The writing life is a whole shit-ton of guessing and experimenting and hoping, and then finding someone to tell us that we stink in some places and are pretty brilliant in others.
Knowing what prose to keep and what to toss is subjective—at least until your readers read your published book, then subjection goes all out the window and into space-ace-ace-ace. Having an editor and perhaps a trusted and very-truthful-even-if-it-hurts friend/colleague is super important—for everyone, everyone, EV-ER-EE-1 (and I’ve learned this lesson the hard way).
But you have to listen and apply. After your beautiful perfect book has been ripped asunder, go to bed and yank the covers over your po’ wittle pea-head for an hour or two or twenty and then pull up your big boy undies and your big girl panties and suck it the hell up! There likely isn’t a one of us who hasn’t been scathed and burned and shredded by an editor and/or trusted colleague/friend. If you climb down off your high-horse, you can better see the piles of poo that need cleaning up so your horsey can freely gallop. And your manuscript will be the better for it. I done climbed (been bucked) off’n my high horse a time or two, by golly! And I’ve done some burning and scathing and shredding of other writers’ manuscripts. (I say this to my personal training client but it applies to the editor-writer relationship: hate me today; love me tomorrow!)
Have you ever watched deleted movie scenes and thought, “Glad they took that out!” Imagine if those deleted scenes were still there. We may think, “That’s really out-of-left-field/silly/doesn’t make sense/over the top/ boring/self-indulgent . . . .” (Sometimes Me thinks about some long movies, “Should’a cut some of this danged ol’ movie . . . ungh.”)
But because things can never be easy (insanity! Insanity! Insaaannity!) maybe a deleted scene is great and you may think, “Hey, that’s a cool scene; why’d they take it out?” Sigh.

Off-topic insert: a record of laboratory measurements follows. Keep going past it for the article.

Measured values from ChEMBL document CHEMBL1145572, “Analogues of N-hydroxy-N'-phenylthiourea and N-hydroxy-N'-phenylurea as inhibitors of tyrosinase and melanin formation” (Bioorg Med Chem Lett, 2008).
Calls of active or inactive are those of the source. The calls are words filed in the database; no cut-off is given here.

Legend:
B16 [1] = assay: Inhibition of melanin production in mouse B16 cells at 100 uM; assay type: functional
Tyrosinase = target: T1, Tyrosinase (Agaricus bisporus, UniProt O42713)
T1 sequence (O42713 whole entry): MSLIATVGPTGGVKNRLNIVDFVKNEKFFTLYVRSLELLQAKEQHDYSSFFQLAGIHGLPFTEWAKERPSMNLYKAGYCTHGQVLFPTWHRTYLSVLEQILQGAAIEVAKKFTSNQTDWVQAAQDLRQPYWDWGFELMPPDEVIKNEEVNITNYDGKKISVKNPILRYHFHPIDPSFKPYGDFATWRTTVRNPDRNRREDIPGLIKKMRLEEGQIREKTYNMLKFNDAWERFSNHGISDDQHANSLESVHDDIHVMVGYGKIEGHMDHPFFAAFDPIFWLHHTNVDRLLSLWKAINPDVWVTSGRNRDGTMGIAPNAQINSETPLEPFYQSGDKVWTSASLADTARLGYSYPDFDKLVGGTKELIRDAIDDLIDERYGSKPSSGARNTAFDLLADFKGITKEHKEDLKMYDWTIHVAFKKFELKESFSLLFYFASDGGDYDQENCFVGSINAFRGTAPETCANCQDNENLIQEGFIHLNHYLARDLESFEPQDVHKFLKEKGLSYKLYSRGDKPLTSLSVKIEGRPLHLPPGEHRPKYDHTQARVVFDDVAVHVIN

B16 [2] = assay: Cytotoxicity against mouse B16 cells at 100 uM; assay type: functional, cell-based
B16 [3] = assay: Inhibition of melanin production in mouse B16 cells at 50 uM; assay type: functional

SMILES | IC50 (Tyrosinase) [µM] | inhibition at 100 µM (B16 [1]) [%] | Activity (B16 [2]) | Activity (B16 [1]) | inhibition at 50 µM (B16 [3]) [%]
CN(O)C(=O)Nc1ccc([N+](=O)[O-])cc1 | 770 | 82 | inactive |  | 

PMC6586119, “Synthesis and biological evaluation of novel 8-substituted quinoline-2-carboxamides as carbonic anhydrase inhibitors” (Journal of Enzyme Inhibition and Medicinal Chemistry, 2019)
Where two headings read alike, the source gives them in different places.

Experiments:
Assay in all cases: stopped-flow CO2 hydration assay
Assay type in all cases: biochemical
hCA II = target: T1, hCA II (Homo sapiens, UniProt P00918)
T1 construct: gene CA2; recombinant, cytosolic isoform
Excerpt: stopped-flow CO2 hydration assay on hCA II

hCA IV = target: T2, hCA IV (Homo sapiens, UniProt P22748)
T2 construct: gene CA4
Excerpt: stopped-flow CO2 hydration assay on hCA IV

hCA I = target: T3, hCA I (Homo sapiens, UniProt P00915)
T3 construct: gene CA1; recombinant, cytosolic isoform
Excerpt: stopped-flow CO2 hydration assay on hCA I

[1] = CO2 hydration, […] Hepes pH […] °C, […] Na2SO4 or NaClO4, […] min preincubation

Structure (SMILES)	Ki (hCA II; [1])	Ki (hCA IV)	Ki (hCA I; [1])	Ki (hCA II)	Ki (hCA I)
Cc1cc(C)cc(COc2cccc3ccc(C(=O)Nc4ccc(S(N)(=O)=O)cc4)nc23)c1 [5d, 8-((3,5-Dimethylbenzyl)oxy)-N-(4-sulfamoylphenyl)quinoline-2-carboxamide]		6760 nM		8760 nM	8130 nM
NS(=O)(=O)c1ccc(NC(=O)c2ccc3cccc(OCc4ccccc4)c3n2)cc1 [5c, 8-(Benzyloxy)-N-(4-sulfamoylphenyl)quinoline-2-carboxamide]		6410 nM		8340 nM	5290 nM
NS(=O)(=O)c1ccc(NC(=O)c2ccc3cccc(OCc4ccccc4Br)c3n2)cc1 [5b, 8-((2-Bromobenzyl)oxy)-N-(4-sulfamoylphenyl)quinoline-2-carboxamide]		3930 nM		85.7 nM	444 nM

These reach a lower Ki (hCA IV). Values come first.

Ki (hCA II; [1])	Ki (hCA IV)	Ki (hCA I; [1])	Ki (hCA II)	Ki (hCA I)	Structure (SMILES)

But folks, really, no one notices the place the deleted scene(s) once occupied—and they have a reason for taking it/them out, right? Even if only because Big Movie Head says, “This thang is too long. Cut it or I stop paying the bills.” We moviegoers are unaware of all that work and cutting and drama—which is how it should be.
Here’s what happened with one of my novels that I’m most proud of (Sweetie): I’d given the manuscript to my editor the evening of my deadline and the very next morning I contacted her in a panic, retrieved that manuscript back from her, and immediately deleted 2 chapters up front, 2 chapters at the end, and rewrote a good portion of that manuscript at.the.very.last.moment. I shudder to think of what Sweetie would have been without my last minute deleting and reworking. And, really, I knew it before I sent it, but didn’t listen and apply my own instincts, until, of course, I did. I love that book and so did (do) many readers.
Be true to who you are but perhaps, she gently says, stop trying so hard to: show people what a Writer you are; that you can write like/better than so and so; step in the way of your characters because you, the author, has something to say or a rant/vent or a lesson to teach or whatever it is that is getting in the way of your characters being who they are. When you write what isn’t Yours, or write to please someone else (your mom, your partner, your readers, your publishers—yup tha’s what I said, your publishers—been there done did that—all those voices need to be out of your way) then the result when you type “the end” may be bloated and gassy—urp. Grab that sucker by the ankles and shake the ding-dang-dong out of it. Turn it inside out and upside down and sideways and thump it on the back. Give your manuscript some Gas-X, y’all! [Read more…]